Culture

The definitions of what is culture may change but the practice of understanding, and unpicking cultural history is an important dimension to understanding any historical period. In this section articles explore the way that definitions of culture have changed and how those changes have affected values and attitudes.  The impact of the written word on fashions and ideas and the role of historic movements such as the renaissance are all addressed in this section.

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  • A European dimension to local history

    Article

    Trevor James raises the prospect of broadening our approaches to local history to take a wider European perspective. When Professor W. G. Hoskins published his The Making of the English Landscape in 1955, he taught us how to observe and understand the topography of our landscapes, urban and rural, and...

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  • A History of Women in 100 Objects

    Article

    A History of Women in 100 Objects, Maggie Andrews and Janis Lomas, The History Press, 2018, 350pp., £20 paper, ISBN 978-0-7509-6714-3 The history of the world has been told in objects and the past decade has seen a growing number of books. But what about the objects that tell the history of...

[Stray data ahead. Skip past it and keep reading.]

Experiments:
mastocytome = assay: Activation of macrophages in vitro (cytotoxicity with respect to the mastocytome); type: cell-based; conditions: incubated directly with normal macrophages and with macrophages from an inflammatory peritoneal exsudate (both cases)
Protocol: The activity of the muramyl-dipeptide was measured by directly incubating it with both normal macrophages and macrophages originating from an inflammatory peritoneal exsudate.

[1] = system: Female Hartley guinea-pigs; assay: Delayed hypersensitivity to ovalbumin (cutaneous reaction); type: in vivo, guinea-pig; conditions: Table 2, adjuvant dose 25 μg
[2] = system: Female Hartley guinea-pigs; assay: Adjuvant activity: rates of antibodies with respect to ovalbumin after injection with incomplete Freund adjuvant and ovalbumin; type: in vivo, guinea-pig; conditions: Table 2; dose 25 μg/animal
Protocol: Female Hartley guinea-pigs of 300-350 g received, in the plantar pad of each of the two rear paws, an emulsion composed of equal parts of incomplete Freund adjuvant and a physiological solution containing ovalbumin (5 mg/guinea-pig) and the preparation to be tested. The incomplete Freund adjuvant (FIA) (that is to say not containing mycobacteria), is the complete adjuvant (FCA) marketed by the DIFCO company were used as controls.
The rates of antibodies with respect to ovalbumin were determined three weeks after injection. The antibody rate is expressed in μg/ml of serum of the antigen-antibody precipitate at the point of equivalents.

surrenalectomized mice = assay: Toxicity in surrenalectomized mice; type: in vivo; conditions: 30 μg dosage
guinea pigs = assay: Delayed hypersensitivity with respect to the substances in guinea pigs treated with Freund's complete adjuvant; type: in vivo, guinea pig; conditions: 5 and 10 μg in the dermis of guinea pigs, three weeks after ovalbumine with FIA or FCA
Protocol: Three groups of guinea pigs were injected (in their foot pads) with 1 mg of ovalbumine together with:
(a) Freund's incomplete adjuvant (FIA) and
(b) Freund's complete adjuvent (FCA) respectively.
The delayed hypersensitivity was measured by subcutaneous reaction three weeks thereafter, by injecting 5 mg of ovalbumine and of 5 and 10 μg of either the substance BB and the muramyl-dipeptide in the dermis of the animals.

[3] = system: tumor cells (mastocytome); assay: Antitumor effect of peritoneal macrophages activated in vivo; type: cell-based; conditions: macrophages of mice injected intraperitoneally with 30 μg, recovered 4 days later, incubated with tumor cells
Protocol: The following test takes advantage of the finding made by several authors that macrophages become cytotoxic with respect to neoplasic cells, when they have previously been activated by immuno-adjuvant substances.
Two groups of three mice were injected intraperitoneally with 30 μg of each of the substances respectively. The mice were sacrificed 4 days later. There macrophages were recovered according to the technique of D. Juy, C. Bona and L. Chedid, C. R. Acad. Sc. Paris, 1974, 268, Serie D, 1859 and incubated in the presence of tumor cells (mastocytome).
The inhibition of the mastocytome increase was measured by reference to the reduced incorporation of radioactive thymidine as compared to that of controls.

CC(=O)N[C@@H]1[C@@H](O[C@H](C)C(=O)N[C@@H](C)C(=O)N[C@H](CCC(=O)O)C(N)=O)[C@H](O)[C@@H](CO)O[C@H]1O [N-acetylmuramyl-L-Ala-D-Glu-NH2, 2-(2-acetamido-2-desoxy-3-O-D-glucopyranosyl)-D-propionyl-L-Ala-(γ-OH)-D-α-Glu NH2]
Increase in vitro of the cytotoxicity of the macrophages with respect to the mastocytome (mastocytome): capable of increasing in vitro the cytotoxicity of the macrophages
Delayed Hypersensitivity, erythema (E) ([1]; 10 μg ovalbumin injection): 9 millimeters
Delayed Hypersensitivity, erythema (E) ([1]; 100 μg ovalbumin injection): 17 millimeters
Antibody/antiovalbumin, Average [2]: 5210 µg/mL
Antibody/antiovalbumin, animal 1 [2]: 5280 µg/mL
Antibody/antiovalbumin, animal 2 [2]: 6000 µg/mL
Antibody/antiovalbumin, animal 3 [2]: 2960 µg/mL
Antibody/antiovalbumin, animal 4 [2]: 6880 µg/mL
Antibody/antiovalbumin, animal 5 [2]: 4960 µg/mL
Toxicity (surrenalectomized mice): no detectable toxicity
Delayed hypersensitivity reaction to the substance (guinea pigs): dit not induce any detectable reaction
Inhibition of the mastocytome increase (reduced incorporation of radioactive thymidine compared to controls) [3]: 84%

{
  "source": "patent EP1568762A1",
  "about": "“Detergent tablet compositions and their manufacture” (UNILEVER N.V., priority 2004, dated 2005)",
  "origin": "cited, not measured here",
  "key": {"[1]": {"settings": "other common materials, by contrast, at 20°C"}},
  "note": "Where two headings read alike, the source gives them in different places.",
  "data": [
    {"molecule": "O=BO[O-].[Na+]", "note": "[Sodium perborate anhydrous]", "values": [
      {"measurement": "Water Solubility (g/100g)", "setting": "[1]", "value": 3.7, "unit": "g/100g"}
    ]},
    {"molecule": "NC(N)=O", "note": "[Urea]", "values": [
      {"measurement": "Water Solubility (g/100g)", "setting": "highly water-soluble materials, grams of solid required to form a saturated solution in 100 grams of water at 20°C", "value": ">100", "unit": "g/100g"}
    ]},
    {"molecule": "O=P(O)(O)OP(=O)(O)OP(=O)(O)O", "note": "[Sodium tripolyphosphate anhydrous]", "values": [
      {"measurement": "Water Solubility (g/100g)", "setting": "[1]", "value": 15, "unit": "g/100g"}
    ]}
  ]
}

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  • A tale of two statues

    Article

    Dave Martin relates how the statue of one of our imperial ‘heroes’ prompted a campaign to have it taken down while the statue of another imperial ‘hero’ prompted a fund-raising campaign for its repair. As the tide of Empire ebbed across the globe vestiges of British rule remained, some great,...

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  • Anglo-Saxon women and power

    Article

    Elite Anglo-Saxon women played a powerful role in the religious affairs and politics of their day and were important patrons of learning and culture.

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  • Aunt Branwell and the Brontë Legacy

    Article